Mathematics Education for the Mathematical and Physical Sciences
Nov. 29, 2007
Digital technology and doing
or learning mathematics
Yishay Mor, London Knowledge
(right to left): (first line) 1 sheep, 1 unit of textile, 1 unit of
honey, 1 unit of oil, (second line) 1 unit of textile, ?, 1
ingot of metal.
Susa, Iran, ca. 3300 B.C.
Courtesy Musée du Louvre, Départment des Antiquités Orientales, Paris.
Prior to 1940 the Oksapmin in Papua New-Guinea used a 27-body part count
system. Anything beyond 27 was “Fu!”, literally translated as ‘a bunch of many
Between 1940 and 2005 the meaning of “Fu” changed to 20 and then to “double X”
• Mud and paper have different affordances.
• The technology by which we do maths
shapes the maths we do.
America, pre 1800
The colonial schools had no blackboards, slates, or maps […]
Almost all of the school supplies for pupils were homemade […]
In fact, a teacher was sometimes hired more for his ability to cut and
mend quills than for his ability to teach. […]
1961 U.S. Department of Health, Education, and Welfare, Office of
Education publication called quot;Technology in American education,
1650-1900.quot; in http://www.pballew.net/mathbooks.html
findings: process, structure, parameters
Just go into it, I have to change it but I won't
have to erase it, I could add 1 for that 1
there [points to add this hole], I could just
make it add 2. I could just change its
function to have to add 2.
findings: a new language?
In your Explore section you say that the triangle
numbers cannot be generated by your ADD robot since
quot;add thisquot; keeps changing. Isn't this true for the
8, 16, 32, 64,...
which you claim could be generated by it.?
quot;add thisquot; is times 2 (*2)
activity II: guess my robot
quot; Develop a shared mathematical language.
quot; Gain proficiency in manipulating
mathematical tools to generate and
quot; Experience fundamental issues of
conjecture, hypothesis testing, proof,
activity III: convergence & divergence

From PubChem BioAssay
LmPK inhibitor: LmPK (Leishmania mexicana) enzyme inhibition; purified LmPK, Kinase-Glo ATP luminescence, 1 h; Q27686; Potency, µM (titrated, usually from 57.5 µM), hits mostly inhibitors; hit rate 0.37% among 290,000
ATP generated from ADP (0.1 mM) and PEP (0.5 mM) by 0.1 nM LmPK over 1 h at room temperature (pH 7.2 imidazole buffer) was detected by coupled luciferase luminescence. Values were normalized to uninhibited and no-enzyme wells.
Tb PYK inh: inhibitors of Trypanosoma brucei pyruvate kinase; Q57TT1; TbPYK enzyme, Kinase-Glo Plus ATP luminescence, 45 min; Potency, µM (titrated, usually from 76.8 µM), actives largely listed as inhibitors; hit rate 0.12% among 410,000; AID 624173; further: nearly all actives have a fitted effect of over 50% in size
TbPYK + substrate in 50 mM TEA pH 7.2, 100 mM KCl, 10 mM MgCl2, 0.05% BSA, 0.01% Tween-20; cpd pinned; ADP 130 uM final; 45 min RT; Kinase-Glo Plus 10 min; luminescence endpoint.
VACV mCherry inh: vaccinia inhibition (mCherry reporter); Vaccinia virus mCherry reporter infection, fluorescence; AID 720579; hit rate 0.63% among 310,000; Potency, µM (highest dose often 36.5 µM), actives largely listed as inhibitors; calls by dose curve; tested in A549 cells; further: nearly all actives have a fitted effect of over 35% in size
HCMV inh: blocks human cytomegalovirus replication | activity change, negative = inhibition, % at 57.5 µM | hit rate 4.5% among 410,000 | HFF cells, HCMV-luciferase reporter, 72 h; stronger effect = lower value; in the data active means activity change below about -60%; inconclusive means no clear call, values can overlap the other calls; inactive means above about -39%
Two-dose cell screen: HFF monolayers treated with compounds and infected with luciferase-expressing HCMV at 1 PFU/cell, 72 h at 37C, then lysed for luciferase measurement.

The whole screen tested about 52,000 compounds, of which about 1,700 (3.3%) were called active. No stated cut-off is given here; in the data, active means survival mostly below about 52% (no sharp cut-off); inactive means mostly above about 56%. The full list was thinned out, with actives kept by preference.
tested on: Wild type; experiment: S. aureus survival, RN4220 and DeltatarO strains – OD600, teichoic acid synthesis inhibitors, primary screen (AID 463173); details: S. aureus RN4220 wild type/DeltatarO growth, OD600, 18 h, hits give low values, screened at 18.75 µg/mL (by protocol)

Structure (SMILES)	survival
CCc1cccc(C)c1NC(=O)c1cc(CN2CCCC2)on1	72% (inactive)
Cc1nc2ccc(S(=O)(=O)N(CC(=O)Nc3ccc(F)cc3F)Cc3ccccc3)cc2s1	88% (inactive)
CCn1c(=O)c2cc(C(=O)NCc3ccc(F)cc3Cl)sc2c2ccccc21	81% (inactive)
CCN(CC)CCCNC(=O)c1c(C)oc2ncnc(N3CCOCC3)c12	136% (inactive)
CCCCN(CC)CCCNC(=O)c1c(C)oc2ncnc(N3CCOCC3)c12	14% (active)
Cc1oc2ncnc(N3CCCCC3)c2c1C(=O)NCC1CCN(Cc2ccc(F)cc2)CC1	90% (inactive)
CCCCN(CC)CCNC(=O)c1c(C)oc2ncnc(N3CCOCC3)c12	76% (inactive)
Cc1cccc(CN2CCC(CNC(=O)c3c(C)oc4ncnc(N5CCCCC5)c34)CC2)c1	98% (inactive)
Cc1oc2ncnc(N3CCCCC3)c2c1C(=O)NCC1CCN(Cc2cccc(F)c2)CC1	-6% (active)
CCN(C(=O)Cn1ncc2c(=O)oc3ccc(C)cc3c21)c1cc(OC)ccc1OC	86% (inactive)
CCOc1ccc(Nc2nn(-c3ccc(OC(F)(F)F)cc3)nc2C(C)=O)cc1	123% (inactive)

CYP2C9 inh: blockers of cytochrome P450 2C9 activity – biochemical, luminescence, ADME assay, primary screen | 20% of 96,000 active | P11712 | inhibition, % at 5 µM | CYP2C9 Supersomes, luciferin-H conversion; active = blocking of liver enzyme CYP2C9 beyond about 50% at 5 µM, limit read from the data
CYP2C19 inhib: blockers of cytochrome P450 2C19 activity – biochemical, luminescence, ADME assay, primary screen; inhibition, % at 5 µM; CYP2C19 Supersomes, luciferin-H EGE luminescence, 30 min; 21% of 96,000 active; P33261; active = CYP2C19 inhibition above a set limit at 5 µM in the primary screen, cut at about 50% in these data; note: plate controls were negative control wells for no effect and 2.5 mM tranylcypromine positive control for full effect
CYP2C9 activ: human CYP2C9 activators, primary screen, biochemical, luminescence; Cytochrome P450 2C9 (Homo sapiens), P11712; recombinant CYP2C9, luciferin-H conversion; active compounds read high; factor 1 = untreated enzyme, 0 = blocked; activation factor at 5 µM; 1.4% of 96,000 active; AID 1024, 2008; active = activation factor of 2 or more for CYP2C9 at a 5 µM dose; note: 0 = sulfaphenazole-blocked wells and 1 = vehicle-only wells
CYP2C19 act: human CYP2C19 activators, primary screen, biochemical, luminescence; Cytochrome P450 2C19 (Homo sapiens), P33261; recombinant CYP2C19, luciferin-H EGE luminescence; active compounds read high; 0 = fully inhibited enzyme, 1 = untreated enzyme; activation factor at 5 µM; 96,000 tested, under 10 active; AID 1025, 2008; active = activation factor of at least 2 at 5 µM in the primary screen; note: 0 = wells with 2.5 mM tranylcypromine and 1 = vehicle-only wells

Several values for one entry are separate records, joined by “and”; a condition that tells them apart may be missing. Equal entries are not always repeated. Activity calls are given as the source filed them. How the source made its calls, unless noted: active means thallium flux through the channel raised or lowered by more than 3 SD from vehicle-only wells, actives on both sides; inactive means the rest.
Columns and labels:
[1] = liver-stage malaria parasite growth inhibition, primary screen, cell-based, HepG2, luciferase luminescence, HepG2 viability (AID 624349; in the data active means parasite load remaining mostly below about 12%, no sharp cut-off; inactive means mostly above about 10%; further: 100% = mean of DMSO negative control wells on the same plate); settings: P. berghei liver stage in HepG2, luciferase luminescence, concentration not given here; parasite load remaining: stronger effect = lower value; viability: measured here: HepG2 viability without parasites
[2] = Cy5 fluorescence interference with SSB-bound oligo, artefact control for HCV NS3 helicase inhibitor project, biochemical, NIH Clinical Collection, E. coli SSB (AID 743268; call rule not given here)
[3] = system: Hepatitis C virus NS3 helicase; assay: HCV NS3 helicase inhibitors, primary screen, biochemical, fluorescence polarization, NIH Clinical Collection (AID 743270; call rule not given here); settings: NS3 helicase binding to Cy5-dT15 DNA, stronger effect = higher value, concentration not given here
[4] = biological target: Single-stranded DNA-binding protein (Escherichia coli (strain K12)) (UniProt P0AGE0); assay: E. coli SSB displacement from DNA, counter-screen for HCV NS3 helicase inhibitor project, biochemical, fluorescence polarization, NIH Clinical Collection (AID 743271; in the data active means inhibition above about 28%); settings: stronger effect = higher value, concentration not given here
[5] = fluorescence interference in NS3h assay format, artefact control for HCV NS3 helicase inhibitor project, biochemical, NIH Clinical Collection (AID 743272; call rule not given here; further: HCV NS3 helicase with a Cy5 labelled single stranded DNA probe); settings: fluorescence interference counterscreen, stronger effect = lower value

quot; Can a sequence get smaller and smaller and
never go below 0?
quot; What happens when you sum the terms of such
quot; How can you describe the differences between
one sequence and another?
quot; How do these differences affect the
convergence of the corresponding sum series?
Predict test reflect
This is the real graph that was
produced by the cumulate total of the
it looks like the top of my graph but i
made the fatal mistake of thinking it
started at zero.
I also said it wouldn't go over 100,
which was very wrong.
what did you like?
um, like the debates were great, about um, is
there a limit and can we prove it and um, also
I ve learnt a lot more on how to prove things
in Algebra, with the ak for the terms and
everything about which I didn t know before.
You have to build the robot yourself and so you
know exactly what it s doing.
You gotta have a proper method instead of just,
like, um, try and fail
Its about logically thinking things through,
rather than just um, like you being told that
this is the equation you have to do and say oh,
We sort of have to discover for ourselves, and
you then have to think through things more
logically. Think more in depth into things.
Stephen Wolfram (2002)
A New Kind of Science
Wolfram's 2,3 Turing Machine Is Universal!
October 24, 2007--Wolfram Research and Stephen Wolfram
today announced that 20-year-old Alex Smith of Birmingham,
UK has won the US $25,000 Wolfram 2,3 Turing Machine
In his 2002 book A New Kind of Science, Stephen Wolfram hypothesized that a
particular abstract Turing machine might be the simplest system of its type
capable of acting as a universal computer.
In May 2007, the Wolfram 2,3 Turing Machine Research Prize was established
to be awarded to the first person or group to prove either that Wolfram's Turing
machine is universal, or that it is not.
Alex Smith was able to demonstrate--with a 40-page proof--that Wolfram's
Turing machine is in fact universal.
This result ends a half-century quest to find the simplest universal Turing
It demonstrates that a remarkably simple system can perform any computation
that can be done by any computer.
Take-away bullet points
• The tools we use shape the things we do, the
thoughts we think.
• Digital technologies allow us to confront old
ideas in new ways, and to construct new ideas
• The medium is not the message.
What is your message?
• Saxe and Esmonde (2005).
Studying Cognition in Flux: A Historical Treatment of Fu in the Shifting Structure of
Oksapmin Mathematics. Mind, Culture, and Activity, (12)3/4:171-225, Lawrence
• Schmandt-Besserat (1992). Before writing: from counting to cuneiform. University of
Texas Press, Austin.
• Cajori (1929) A history of mathematical notation. Vol. 1.: Notations in elementary
mathematics. The Open Court Publishing Co.
• Peggy Kidwell. Slates, Slide Rules and Software: Teaching Math in America. 2002.
• Mor, Noss, Hoyles, Kahn and Simpson (2006).
Designing to see and share structure in number sequences. the International Journal
for Technology in Mathematics Education, (13)2:65-78.
• Cerulli, Chioccariello and Lemut (2007). A micoworld to implant a germ of probability.
5th CERME conference - congress of European Society for Research in Mathematics